In general, we apply Bell's inequality in the context of two entangled particles that travel away from each other, usually making some measurements in a non-separable state that can be describes as:
$| \psi \rangle=|\uparrow\rangle|\downarrow\rangle-|\downarrow\rangle|\uparrow\rangle$ where the first bracket on each term corresponds to one particle, and the second to the other.
But I could not find any assumption in the derivation that stops us from applying the inequality to a single particle state, also described by a state like the one above, but in which the first and second brackets represent two different observables on the same particle, let us say spin and angular momentum (assuming they are not coupled).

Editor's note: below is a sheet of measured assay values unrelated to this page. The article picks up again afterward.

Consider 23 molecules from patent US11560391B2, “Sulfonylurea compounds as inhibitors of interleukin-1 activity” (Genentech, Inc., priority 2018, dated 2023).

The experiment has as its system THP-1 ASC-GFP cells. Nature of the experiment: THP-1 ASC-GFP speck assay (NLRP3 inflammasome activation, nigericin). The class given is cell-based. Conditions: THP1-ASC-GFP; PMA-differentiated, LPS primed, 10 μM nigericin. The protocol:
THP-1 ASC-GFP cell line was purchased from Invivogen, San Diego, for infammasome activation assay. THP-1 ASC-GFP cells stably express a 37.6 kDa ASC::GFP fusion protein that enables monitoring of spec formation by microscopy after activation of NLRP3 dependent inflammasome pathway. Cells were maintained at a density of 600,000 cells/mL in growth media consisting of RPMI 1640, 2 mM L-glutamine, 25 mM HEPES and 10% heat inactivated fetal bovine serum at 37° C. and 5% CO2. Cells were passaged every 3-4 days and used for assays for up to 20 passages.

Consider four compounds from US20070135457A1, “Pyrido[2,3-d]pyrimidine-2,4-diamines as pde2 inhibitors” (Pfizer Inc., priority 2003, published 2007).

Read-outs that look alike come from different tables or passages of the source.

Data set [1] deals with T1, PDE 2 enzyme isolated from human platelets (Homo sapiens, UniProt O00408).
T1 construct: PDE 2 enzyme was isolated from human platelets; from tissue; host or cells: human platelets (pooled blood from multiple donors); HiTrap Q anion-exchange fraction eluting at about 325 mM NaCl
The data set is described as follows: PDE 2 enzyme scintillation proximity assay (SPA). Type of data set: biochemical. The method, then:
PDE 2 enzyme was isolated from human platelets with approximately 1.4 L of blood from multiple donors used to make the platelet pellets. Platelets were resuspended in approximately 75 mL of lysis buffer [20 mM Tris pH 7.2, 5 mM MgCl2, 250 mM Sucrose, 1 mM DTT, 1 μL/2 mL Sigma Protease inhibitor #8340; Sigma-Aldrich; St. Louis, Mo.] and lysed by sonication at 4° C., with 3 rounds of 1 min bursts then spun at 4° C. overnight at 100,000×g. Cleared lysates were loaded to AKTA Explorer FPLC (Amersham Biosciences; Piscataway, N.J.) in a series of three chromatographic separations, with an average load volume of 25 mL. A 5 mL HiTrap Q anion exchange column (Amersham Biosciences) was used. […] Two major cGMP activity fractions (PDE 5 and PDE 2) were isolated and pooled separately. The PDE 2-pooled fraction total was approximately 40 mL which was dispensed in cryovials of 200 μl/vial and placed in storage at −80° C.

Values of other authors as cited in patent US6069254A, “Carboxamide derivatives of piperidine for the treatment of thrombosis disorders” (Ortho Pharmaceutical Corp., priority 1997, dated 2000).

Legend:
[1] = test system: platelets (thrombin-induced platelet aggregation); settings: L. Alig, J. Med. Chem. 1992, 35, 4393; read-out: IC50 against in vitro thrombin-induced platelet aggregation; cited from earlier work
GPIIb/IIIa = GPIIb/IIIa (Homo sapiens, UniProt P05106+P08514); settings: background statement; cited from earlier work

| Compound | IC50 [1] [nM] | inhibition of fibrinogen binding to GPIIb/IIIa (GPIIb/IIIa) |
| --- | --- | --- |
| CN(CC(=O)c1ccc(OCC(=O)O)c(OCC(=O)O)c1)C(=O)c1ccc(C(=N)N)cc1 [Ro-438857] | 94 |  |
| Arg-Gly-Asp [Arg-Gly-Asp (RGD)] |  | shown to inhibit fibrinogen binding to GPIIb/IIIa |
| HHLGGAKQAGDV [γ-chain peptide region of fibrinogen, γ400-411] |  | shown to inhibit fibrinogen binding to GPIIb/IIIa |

Is this correct? will these measurements on a single particle also violate Bell's inequality? If this is so, can we still argue that a possible reason for the violation of the inequality is non-locality, due to the fact that the two measurements are local?
UPDATE: After the original post I found this, which seems to answer my question.